Why are some stocks riskier than others?

18. October 2019

This article is more than one year old

Ilan Cooper

A new study on investments in market anomalies once again proves that there is no such thing as a free lunch.


A central theme in finance is the risk – expected return relation. Practitioners have traditionally used the capital asset pricing model (CAPM) to determine likely return on investments. The CAPM predicts that stocks with high market beta are riskier and are therefore likely to yield higher returns.  However, given its empirical failure, several empirical factor models have emerged that do a much better job in explaining the cross section of average stock returns.

These models employ certain variables, often referred to as factors. Several of the well-known models include factors based on profitability, investment, the market portfolio as a risk factor, size and book-to-market.

Respectively, these deal with excess returns in terms of stocks of highly profitable versus poor profitability firms, low versus high previous year asset growth firms, small versus big stocks and high- versus low-book-to-market stocks.

«When using these models, it turned out that stocks with high exposure, especially to the profitability and investment factors, also have higher returns on average», says Ilan Cooper, Professor at BI Norwegian Business School.

Evaluating the risks

In a study, Cooper and his colleague investigated why stocks with higher covariances with the profitability and investment factors were riskier. Covariance is a measure of how changes in one variable is associated with changes in a second variable.

«More specifically, we wanted to discover what kind of risks are captured by these two factors», explains Cooper.

In their paper, they studied if the prominent factor models were consistent with the Intertemporal Capital Asset Pricing Model (ICAPM), an alternative to the CAPM where wealth as a state variable is included. Among others, they tested whether the models could forecast the market returns and market volatility.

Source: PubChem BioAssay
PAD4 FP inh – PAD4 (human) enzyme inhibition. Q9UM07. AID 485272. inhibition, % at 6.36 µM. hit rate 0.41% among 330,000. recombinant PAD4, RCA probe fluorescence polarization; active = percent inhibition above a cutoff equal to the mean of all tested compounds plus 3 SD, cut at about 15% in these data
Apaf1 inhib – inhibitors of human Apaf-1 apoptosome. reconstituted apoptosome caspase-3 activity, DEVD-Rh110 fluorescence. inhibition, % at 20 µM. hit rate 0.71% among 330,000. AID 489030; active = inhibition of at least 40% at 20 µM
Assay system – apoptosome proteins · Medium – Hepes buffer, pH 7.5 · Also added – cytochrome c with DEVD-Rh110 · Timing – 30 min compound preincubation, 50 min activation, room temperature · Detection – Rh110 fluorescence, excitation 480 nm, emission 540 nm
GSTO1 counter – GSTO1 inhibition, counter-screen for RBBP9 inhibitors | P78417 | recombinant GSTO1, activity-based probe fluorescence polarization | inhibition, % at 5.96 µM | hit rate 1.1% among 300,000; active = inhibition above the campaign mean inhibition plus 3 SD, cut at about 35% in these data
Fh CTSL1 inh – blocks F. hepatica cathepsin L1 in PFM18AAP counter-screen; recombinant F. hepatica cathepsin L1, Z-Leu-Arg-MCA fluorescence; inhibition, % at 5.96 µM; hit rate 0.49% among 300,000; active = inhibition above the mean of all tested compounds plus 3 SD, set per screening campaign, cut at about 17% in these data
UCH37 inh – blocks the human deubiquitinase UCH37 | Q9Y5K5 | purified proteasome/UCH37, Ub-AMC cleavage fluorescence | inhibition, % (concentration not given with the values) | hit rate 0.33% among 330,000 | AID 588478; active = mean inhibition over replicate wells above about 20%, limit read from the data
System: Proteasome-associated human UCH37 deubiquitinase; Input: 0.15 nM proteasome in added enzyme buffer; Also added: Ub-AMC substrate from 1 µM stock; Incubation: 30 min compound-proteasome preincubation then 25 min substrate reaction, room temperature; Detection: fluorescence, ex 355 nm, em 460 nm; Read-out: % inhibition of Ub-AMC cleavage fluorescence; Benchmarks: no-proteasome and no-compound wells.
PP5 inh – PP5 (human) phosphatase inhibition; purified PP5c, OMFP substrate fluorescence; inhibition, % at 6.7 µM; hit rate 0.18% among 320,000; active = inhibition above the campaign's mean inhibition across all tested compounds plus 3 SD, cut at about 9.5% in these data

«It turns out that various versions of the profitability factors can indeed predict positively the future market returns with economic and statistical significance at various horizons. Secondly, the investment factor can forecast negatively the market volatility», says Cooper.

The researchers also examined whether the factor can forecast economic activity, by using aggregate economic activity as an alternate proxy for aggregate wealth, and the growth in industrial production and the Chicago FED index of economic activity.

Warning for momentum investors

«We found that the investment factor can positively and strongly forecast future economic activity», says Cooper.

Overall, their findings show that the prominent factor models in the empirical asset pricing literature might be risk factors in the context of the ICAPM.

«Our results also suggest that investing in market anomalies, such as in low investment stock and highly profitable stocks, as well as other anomalies is not a free lunch», says Cooper.

In other words, investors who invest in stock with high expected returned are taking risks of deterioration in investment opportunities. Investors should therefore be cautious when investing in such anomalies, Cooper argues.

«While momentum is also considered a profitable investment strategy, it is not without risk. In fact, momentum investors might attain poor returns exactly in bad times, such as poor outlook for the markets and times of high stock volatility».

Only a small number of academic publications ranks as the best in their field world-wide. Last year, 16 BI researchers published papers in these ABS4* journals. These journals are considered among the highest in terms of impact factor and have the highest requirements of data and rigour in theory. Throughout 2019, we highlight these academics, their research and its impact on society.


Cooper, Ilan; Maio, Paulo. (2018). Asset Growth, Profitability, and Investment Opportunities. Management Science 2018.

Text: Eivind Lindkvist Johansen, Communications Advisor, BI

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